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12.10.14

The costs of care

Source: Public Sector Executive Oct/Nov 2014

Many councils are worried about the costs of implementing the Care Act, especially in London where costs are even higher and there are unique demographic challenges. PSE spoke to Hillingdon council leader Cllr Ray Puddifoot, London Councils’ executive member for adult social care.

The Care Act was notable for its relatively easy journey through Parliament, with cross-party backing, the willingness with which the government accepted amendments, and how quickly it became law.

Both the Local Government Association (LGA) and London Councils are supportive of the reforms under the Act (some of which are listed in the box-out), but both have concerns about a shortfall in proposed government funding for councils to actually deliver those reforms.

The LGA said that of 152 councils it surveyed, 134 are concerned about the implementation cost.

London Councils is also specifically concerned about the timescale of the implementation in the capital, which has many unique challenges, such as the relatively high cost of care and its demographics.

Funding gap

Cllr Ray Puddifoot, who has led the London Borough of Hillingdon since 2000, is London Councils’ executive member for adult social care.

He told PSE that while the measures in the Care Act are sensible, good for residents and have cross-party backing among London’s local authorities, “the difficulty, as always, comes down to funding and timing”.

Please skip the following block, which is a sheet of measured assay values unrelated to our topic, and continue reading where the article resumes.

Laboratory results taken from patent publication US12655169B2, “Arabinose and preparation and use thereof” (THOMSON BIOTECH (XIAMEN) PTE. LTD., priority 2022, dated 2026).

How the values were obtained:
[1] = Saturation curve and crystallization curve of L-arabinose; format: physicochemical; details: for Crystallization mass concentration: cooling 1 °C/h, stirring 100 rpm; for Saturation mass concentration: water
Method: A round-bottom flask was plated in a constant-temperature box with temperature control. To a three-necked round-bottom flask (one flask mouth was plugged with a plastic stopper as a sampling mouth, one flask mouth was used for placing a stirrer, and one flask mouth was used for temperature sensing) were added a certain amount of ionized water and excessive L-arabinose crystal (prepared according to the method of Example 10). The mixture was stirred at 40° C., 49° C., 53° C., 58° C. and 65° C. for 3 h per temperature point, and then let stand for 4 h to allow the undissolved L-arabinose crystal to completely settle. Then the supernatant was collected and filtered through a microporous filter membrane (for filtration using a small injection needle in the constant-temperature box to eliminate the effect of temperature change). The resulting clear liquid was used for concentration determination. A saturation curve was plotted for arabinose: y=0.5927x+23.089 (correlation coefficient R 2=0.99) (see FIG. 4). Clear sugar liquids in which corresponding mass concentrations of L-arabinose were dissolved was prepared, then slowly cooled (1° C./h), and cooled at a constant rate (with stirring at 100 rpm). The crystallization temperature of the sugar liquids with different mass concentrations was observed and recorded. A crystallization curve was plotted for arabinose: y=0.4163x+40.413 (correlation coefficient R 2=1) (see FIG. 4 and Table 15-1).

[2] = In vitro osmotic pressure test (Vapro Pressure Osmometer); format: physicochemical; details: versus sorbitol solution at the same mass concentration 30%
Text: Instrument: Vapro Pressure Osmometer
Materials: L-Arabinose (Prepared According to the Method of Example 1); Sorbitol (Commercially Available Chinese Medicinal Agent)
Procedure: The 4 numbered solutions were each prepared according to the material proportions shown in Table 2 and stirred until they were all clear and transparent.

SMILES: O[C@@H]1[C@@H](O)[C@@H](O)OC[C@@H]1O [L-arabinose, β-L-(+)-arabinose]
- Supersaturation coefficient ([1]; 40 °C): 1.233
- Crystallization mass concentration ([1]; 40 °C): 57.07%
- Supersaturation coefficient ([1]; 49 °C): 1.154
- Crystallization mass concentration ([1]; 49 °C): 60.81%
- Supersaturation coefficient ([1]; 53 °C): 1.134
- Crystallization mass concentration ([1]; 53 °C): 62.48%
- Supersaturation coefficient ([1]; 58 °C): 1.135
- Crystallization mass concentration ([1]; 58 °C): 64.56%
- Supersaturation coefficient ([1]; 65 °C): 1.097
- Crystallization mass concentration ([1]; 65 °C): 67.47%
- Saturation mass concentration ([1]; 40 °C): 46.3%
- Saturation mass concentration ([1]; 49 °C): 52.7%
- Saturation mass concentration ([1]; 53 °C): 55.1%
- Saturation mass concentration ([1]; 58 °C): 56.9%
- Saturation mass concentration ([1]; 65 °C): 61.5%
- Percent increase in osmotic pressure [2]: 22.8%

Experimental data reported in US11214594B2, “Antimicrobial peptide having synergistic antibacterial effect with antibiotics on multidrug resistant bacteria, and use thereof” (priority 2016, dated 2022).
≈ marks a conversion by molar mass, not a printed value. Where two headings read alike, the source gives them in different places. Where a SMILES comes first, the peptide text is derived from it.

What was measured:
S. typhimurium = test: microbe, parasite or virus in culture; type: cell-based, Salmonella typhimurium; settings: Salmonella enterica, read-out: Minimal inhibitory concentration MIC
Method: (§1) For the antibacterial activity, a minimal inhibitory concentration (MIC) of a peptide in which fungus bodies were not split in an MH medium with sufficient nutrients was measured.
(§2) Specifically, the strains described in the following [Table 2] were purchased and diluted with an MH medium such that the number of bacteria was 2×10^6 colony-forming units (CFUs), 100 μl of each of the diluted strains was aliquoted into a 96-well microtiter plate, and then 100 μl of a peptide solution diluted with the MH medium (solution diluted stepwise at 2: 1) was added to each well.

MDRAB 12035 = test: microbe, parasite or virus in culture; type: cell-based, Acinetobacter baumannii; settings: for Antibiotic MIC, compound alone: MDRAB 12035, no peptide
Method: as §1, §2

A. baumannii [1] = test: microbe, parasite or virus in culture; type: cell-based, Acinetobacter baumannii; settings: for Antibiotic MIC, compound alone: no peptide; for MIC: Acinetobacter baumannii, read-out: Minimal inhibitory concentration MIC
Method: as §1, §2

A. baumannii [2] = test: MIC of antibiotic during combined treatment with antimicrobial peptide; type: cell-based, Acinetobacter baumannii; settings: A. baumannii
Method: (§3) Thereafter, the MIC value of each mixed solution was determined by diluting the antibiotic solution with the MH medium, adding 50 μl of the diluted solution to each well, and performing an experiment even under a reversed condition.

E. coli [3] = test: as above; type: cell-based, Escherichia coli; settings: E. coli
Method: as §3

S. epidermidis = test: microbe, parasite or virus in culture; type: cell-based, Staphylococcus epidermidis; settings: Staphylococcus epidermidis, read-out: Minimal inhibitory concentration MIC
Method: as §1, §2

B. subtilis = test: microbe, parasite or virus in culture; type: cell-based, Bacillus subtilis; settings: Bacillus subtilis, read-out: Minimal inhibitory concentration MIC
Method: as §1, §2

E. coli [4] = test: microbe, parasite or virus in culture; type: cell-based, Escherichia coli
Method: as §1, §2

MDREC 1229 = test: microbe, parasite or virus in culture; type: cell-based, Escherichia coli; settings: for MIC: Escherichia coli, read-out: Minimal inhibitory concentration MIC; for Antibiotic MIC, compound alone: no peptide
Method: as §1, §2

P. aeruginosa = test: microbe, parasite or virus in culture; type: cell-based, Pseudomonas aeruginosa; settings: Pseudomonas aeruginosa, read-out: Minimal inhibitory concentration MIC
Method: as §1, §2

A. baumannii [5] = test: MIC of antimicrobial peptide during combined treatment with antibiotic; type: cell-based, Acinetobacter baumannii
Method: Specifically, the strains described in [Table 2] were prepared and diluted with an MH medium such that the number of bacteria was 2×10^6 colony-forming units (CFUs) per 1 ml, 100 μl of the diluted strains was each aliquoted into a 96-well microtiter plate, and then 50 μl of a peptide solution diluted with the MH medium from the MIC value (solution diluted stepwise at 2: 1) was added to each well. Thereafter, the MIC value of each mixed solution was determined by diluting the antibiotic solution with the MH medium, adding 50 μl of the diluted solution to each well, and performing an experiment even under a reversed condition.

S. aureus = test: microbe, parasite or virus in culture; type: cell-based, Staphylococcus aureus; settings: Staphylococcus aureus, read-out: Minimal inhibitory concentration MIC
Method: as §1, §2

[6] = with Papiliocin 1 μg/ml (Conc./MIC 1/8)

London Councils’ own research has estimated that implementing the Care Act’s provision will cost the boroughs about £90m – which is £36m more than the government’s apparent funding offer of £54m, and lower than the Department of Health’s earlier provisional London allocation of £73m (which included £29m from the Better Care Fund).

The Care Act could increase the number of people eligible for council support by 27% in the capital.

Cllr Puddifoot said that although London’s councillors appreciate the scale of the deficit and the state of the public finances, “we’re asking for a conversation with the government about the pace at which we deliver the changes, because there will be training needs and all sorts of things”.

‘Councils are already stretched’